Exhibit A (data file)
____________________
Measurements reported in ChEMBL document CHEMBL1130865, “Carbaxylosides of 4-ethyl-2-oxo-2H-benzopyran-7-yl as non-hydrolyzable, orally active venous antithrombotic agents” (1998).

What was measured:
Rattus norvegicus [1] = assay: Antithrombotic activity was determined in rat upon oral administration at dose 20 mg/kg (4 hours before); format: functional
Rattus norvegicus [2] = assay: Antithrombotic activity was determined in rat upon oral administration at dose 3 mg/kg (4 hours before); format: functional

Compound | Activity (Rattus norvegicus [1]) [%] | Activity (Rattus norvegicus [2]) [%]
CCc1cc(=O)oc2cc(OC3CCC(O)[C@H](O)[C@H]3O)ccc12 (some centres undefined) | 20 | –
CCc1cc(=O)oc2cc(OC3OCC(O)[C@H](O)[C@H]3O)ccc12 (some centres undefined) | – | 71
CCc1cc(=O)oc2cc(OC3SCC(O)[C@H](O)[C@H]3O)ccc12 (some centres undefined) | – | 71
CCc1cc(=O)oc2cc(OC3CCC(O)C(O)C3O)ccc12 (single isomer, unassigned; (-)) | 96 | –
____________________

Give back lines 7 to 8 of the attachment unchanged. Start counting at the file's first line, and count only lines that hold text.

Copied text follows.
CCc1cc(=O)oc2cc(OC3OCC(O)[C@H](O)[C@H]3O)ccc12 (some centres undefined) | – | 71
CCc1cc(=O)oc2cc(OC3SCC(O)[C@H](O)[C@H]3O)ccc12 (some centres undefined) | – | 71